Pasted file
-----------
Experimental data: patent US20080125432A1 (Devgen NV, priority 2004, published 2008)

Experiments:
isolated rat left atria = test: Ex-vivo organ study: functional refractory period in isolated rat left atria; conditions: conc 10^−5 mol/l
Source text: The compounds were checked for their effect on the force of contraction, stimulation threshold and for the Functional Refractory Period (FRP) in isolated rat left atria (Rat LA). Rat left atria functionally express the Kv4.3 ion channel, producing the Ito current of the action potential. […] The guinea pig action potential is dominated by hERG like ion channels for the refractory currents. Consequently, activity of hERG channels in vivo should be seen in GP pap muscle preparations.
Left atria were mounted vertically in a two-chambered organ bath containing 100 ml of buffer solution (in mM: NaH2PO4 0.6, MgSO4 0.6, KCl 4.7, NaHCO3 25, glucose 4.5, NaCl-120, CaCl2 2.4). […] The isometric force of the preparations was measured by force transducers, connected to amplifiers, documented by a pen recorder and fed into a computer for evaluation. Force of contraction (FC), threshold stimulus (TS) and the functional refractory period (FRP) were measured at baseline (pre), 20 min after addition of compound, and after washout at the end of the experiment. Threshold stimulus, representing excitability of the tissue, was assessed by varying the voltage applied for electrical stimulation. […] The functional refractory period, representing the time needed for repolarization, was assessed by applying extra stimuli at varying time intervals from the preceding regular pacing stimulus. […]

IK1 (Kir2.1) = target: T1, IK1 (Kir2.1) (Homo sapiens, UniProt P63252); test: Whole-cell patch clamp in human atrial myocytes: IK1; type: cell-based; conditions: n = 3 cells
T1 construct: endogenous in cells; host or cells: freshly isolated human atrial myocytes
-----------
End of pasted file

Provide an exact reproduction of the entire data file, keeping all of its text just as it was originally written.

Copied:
Experimental data: patent US20080125432A1 (Devgen NV, priority 2004, published 2008)

Experiments:
isolated rat left atria = test: Ex-vivo organ study: functional refractory period in isolated rat left atria; conditions: conc 10^−5 mol/l
Source text: The compounds were checked for their effect on the force of contraction, stimulation threshold and for the Functional Refractory Period (FRP) in isolated rat left atria (Rat LA). Rat left atria functionally express the Kv4.3 ion channel, producing the Ito current of the action potential. […] The guinea pig action potential is dominated by hERG like ion channels for the refractory currents. Consequently, activity of hERG channels in vivo should be seen in GP pap muscle preparations.
Left atria were mounted vertically in a two-chambered organ bath containing 100 ml of buffer solution (in mM: NaH2PO4 0.6, MgSO4 0.6, KCl 4.7, NaHCO3 25, glucose 4.5, NaCl-120, CaCl2 2.4). […] The isometric force of the preparations was measured by force transducers, connected to amplifiers, documented by a pen recorder and fed into a computer for evaluation. Force of contraction (FC), threshold stimulus (TS) and the functional refractory period (FRP) were measured at baseline (pre), 20 min after addition of compound, and after washout at the end of the experiment. Threshold stimulus, representing excitability of the tissue, was assessed by varying the voltage applied for electrical stimulation. […] The functional refractory period, representing the time needed for repolarization, was assessed by applying extra stimuli at varying time intervals from the preceding regular pacing stimulus. […]

IK1 (Kir2.1) = target: T1, IK1 (Kir2.1) (Homo sapiens, UniProt P63252); test: Whole-cell patch clamp in human atrial myocytes: IK1; type: cell-based; conditions: n = 3 cells
T1 construct: endogenous in cells; host or cells: freshly isolated human atrial myocytes